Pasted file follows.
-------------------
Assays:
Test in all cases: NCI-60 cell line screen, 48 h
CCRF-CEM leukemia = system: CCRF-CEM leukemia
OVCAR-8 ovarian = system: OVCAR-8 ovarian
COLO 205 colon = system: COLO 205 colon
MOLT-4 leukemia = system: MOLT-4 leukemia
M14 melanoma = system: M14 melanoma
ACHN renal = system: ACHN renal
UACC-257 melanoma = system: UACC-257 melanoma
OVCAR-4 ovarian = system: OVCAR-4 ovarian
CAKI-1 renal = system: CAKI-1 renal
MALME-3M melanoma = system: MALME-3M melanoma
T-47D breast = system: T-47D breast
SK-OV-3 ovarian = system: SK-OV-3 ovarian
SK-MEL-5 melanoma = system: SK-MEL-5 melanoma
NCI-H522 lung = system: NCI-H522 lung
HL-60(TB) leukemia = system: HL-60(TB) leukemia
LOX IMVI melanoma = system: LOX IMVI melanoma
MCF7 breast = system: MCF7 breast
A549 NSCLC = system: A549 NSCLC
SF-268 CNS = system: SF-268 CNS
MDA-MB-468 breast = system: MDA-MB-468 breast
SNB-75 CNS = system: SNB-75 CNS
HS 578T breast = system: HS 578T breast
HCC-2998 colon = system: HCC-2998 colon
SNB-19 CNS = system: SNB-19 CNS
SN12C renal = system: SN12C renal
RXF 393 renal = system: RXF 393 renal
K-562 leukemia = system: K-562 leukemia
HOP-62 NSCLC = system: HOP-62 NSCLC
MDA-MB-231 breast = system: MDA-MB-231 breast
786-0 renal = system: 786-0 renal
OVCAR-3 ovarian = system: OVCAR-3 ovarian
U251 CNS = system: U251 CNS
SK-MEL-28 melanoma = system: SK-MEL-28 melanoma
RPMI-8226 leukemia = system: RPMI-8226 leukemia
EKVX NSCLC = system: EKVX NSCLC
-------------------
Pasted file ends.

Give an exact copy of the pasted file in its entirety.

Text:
Assays:
Test in all cases: NCI-60 cell line screen, 48 h
CCRF-CEM leukemia = system: CCRF-CEM leukemia
OVCAR-8 ovarian = system: OVCAR-8 ovarian
COLO 205 colon = system: COLO 205 colon
MOLT-4 leukemia = system: MOLT-4 leukemia
M14 melanoma = system: M14 melanoma
ACHN renal = system: ACHN renal
UACC-257 melanoma = system: UACC-257 melanoma
OVCAR-4 ovarian = system: OVCAR-4 ovarian
CAKI-1 renal = system: CAKI-1 renal
MALME-3M melanoma = system: MALME-3M melanoma
T-47D breast = system: T-47D breast
SK-OV-3 ovarian = system: SK-OV-3 ovarian
SK-MEL-5 melanoma = system: SK-MEL-5 melanoma
NCI-H522 lung = system: NCI-H522 lung
HL-60(TB) leukemia = system: HL-60(TB) leukemia
LOX IMVI melanoma = system: LOX IMVI melanoma
MCF7 breast = system: MCF7 breast
A549 NSCLC = system: A549 NSCLC
SF-268 CNS = system: SF-268 CNS
MDA-MB-468 breast = system: MDA-MB-468 breast
SNB-75 CNS = system: SNB-75 CNS
HS 578T breast = system: HS 578T breast
HCC-2998 colon = system: HCC-2998 colon
SNB-19 CNS = system: SNB-19 CNS
SN12C renal = system: SN12C renal
RXF 393 renal = system: RXF 393 renal
K-562 leukemia = system: K-562 leukemia
HOP-62 NSCLC = system: HOP-62 NSCLC
MDA-MB-231 breast = system: MDA-MB-231 breast
786-0 renal = system: 786-0 renal
OVCAR-3 ovarian = system: OVCAR-3 ovarian
U251 CNS = system: U251 CNS
SK-MEL-28 melanoma = system: SK-MEL-28 melanoma
RPMI-8226 leukemia = system: RPMI-8226 leukemia
EKVX NSCLC = system: EKVX NSCLC